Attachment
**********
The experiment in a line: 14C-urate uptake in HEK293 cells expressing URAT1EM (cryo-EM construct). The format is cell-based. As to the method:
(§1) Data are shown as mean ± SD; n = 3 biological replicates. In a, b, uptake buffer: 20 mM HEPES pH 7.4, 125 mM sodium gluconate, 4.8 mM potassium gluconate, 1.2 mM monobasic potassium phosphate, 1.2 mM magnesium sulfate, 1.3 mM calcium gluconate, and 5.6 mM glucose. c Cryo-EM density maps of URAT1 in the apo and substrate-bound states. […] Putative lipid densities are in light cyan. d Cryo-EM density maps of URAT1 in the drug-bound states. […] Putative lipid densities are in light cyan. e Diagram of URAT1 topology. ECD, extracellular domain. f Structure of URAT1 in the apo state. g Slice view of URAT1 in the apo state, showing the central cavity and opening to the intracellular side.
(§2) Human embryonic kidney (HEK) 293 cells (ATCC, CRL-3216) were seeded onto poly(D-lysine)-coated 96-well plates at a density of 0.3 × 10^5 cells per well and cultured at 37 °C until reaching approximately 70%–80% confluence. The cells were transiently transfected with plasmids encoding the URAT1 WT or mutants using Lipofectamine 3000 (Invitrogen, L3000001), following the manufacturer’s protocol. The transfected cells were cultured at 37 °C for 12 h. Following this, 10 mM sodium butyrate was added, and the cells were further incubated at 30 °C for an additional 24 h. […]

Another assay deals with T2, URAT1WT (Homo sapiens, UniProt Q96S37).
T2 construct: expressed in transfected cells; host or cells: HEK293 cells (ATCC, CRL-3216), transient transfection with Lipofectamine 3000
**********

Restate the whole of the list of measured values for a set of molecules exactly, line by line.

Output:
The experiment in a line: 14C-urate uptake in HEK293 cells expressing URAT1EM (cryo-EM construct). The format is cell-based. As to the method:
(§1) Data are shown as mean ± SD; n = 3 biological replicates. In a, b, uptake buffer: 20 mM HEPES pH 7.4, 125 mM sodium gluconate, 4.8 mM potassium gluconate, 1.2 mM monobasic potassium phosphate, 1.2 mM magnesium sulfate, 1.3 mM calcium gluconate, and 5.6 mM glucose. c Cryo-EM density maps of URAT1 in the apo and substrate-bound states. […] Putative lipid densities are in light cyan. d Cryo-EM density maps of URAT1 in the drug-bound states. […] Putative lipid densities are in light cyan. e Diagram of URAT1 topology. ECD, extracellular domain. f Structure of URAT1 in the apo state. g Slice view of URAT1 in the apo state, showing the central cavity and opening to the intracellular side.
(§2) Human embryonic kidney (HEK) 293 cells (ATCC, CRL-3216) were seeded onto poly(D-lysine)-coated 96-well plates at a density of 0.3 × 10^5 cells per well and cultured at 37 °C until reaching approximately 70%–80% confluence. The cells were transiently transfected with plasmids encoding the URAT1 WT or mutants using Lipofectamine 3000 (Invitrogen, L3000001), following the manufacturer’s protocol. The transfected cells were cultured at 37 °C for 12 h. Following this, 10 mM sodium butyrate was added, and the cells were further incubated at 30 °C for an additional 24 h. […]

Another assay deals with T2, URAT1WT (Homo sapiens, UniProt Q96S37).
T2 construct: expressed in transfected cells; host or cells: HEK293 cells (ATCC, CRL-3216), transient transfection with Lipofectamine 3000